Housing secretary to scrap Natural England ‘requirement’ to block housebuilding in polluted areas
Housebuilders have welcomed Michael Gove’s announcement of a major deregulation of rules around nutrient neutrality designed to free up construction of over 100,000 homes.
The housing secretary said the government will table an amendment to the Levelling Up and Regeneration Bill which will remove the ‘requirement’ on Natural England to advise councils not to approve housing schemes in areas where protected waterways are at risk from pollution.
Gove said the move, coupled with a package of measures designed to protect rivers from nitrate and phosphate pollution, will deliver an £18bn boost to the economy. The house builders Federation executive chairman Stewart Baseley said the move was “very welcome”, while Jennie Daly, chief executive of Taylor Wimpey, said the announcement would “help deliver the country’s much needed new homes”.
However, the decision to water down Natural England’s powers has already sparked intense controversy, given ongoing debate over the state of UK waterways. Greenpeace told the Guardian that the government had “completely given up on saving our great waterways and the precious wildlife they host”, while Craig Bennett, chief executive of conservation group The Wildlife Trusts, accused the government of “disgraceful” lying given earlier promises in Parliament not to lower environmental protections or standards.
He said: “Make no mistake – this is a license from the Government for the commercial housebuilding lobby to profit from the pollution of our rivers.”
Since a 2018 European Court ruling, local authorities have been unable to approve plans for new homes in areas where quango Natural England has advised them protected habitats are in poor condition, given they would be open to legal challenge. Natural England now has such advice in place in 74 councils across England.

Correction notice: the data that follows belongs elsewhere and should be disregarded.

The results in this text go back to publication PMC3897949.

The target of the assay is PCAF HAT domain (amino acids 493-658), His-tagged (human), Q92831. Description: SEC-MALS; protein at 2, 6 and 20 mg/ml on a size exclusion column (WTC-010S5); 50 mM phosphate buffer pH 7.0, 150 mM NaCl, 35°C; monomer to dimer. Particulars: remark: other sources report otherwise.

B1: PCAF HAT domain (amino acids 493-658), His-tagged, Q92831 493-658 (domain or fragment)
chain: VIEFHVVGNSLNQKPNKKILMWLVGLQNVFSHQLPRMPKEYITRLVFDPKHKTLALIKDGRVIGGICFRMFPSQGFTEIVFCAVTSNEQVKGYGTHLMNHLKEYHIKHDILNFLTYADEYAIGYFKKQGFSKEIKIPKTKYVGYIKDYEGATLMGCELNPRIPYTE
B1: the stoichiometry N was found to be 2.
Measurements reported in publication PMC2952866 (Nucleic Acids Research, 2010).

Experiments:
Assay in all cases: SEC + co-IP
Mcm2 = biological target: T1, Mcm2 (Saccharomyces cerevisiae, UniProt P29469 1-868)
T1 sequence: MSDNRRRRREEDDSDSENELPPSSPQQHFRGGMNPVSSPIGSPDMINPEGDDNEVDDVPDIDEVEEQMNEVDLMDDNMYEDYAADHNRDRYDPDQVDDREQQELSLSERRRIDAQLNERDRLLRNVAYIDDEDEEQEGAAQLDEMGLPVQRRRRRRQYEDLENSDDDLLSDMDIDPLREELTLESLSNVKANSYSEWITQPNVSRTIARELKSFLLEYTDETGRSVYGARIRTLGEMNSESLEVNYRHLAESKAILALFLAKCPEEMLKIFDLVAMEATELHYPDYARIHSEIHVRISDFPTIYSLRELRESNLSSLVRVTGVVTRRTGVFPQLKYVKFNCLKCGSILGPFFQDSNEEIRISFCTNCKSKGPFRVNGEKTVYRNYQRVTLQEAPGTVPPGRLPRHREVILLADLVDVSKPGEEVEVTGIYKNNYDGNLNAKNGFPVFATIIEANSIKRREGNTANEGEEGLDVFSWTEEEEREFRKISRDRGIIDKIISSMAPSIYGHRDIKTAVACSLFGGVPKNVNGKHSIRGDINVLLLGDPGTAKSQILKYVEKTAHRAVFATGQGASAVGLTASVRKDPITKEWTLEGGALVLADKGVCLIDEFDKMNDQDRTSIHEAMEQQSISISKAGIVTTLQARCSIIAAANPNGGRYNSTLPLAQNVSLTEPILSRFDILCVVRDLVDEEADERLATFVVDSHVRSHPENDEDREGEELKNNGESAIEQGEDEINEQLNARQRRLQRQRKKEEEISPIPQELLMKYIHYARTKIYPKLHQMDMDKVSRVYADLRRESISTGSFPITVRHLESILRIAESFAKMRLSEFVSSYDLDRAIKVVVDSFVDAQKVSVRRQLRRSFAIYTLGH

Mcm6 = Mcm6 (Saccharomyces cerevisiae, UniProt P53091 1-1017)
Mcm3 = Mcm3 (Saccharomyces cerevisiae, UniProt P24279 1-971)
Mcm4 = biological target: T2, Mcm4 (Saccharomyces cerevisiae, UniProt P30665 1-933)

The joint announcement from the Department for Levelling Up, Housing and Communities (DLUHC) and the Department for Environment Food and Rural Affairs (Defra) this morning said housebuilders will still be expected to contribute to mitigate their nutrient pollution from new development, with the government doubling the size of the Nutrient Mitigation Fund to £280m, and expecting “larger developers make an appropriate and fair contribution to this scheme over the coming years”.
The statement said DLUHC is discussing “the right structure and approach” for this contribution with the Home Builders Federation. The HBF says nutrient rules are currently holding up development of 150,000 homes in the planning pipeline.
Earlier press reports, suggesting that government was planning to allow councils to decide whether or not to accept to the advice of the environment quango, without fear of having the decision struck down, have not proved to be correct.
The department is expected to table the proposed amendment to the Levelling Up and Regeneration Bill later today. Other measures to reduce agricultural nutrient pollution with £200m of grants to farmers and more frequent farm inspections are anticipated to mitigate the impact of the change (see table below). Housebuilders have always maintained that nutrient pollution in rivers is primarily a problem generated by agricultural practices and poor wastewater treatment infrastructure, with evidence suggesting that new housing contributes around 5% of the problem.
Nutrient pollution reduction measures also announced:
- Development of Protected Sites Strategies in the catchments most impacted by nutrient neutrality and with the most acute housing pressures. These are bespoke plans agreeing tangible actions to reduce pollution at source, through nature-based solutions such as wetlands.
- Water companies to upgrade wastewater treatment works to the highest technical standards by 2030. Amendments already announced and tabled to the LURB will require this.
- Conducting at least 4,000, inspections on farms each year to ensure that slurry and other sources of nutrients are being minimised.
- Supporting farmers with £200m in grants for improved slurry storage infrastructure and precision spreading equipment to reduce run-off.